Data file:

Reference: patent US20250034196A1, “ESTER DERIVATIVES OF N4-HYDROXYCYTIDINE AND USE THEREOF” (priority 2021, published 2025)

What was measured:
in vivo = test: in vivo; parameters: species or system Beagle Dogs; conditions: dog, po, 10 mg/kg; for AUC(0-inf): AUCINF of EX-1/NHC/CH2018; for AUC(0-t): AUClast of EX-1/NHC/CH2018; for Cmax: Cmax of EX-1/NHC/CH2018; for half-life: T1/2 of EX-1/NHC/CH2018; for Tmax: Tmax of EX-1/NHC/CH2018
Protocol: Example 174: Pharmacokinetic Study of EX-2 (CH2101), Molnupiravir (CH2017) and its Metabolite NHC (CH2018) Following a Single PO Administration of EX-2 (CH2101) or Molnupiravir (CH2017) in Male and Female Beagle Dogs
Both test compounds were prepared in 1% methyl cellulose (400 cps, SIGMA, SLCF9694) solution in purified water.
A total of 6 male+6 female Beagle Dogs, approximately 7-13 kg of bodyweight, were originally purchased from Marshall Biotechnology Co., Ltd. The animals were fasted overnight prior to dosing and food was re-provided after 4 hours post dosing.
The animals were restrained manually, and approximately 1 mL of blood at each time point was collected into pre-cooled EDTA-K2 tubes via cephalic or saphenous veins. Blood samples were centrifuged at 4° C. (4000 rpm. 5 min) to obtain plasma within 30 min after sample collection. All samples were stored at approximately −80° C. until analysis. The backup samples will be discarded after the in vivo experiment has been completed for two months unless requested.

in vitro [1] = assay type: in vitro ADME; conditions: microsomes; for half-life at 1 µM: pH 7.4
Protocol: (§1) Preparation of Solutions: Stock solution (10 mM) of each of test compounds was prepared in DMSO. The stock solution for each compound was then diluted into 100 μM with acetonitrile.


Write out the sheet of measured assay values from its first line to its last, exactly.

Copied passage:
Reference: patent US20250034196A1, “ESTER DERIVATIVES OF N4-HYDROXYCYTIDINE AND USE THEREOF” (priority 2021, published 2025)

What was measured:
in vivo = test: in vivo; parameters: species or system Beagle Dogs; conditions: dog, po, 10 mg/kg; for AUC(0-inf): AUCINF of EX-1/NHC/CH2018; for AUC(0-t): AUClast of EX-1/NHC/CH2018; for Cmax: Cmax of EX-1/NHC/CH2018; for half-life: T1/2 of EX-1/NHC/CH2018; for Tmax: Tmax of EX-1/NHC/CH2018
Protocol: Example 174: Pharmacokinetic Study of EX-2 (CH2101), Molnupiravir (CH2017) and its Metabolite NHC (CH2018) Following a Single PO Administration of EX-2 (CH2101) or Molnupiravir (CH2017) in Male and Female Beagle Dogs
Both test compounds were prepared in 1% methyl cellulose (400 cps, SIGMA, SLCF9694) solution in purified water.
A total of 6 male+6 female Beagle Dogs, approximately 7-13 kg of bodyweight, were originally purchased from Marshall Biotechnology Co., Ltd. The animals were fasted overnight prior to dosing and food was re-provided after 4 hours post dosing.
The animals were restrained manually, and approximately 1 mL of blood at each time point was collected into pre-cooled EDTA-K2 tubes via cephalic or saphenous veins. Blood samples were centrifuged at 4° C. (4000 rpm. 5 min) to obtain plasma within 30 min after sample collection. All samples were stored at approximately −80° C. until analysis. The backup samples will be discarded after the in vivo experiment has been completed for two months unless requested.

in vitro [1] = assay type: in vitro ADME; conditions: microsomes; for half-life at 1 µM: pH 7.4
Protocol: (§1) Preparation of Solutions: Stock solution (10 mM) of each of test compounds was prepared in DMSO. The stock solution for each compound was then diluted into 100 μM with acetonitrile.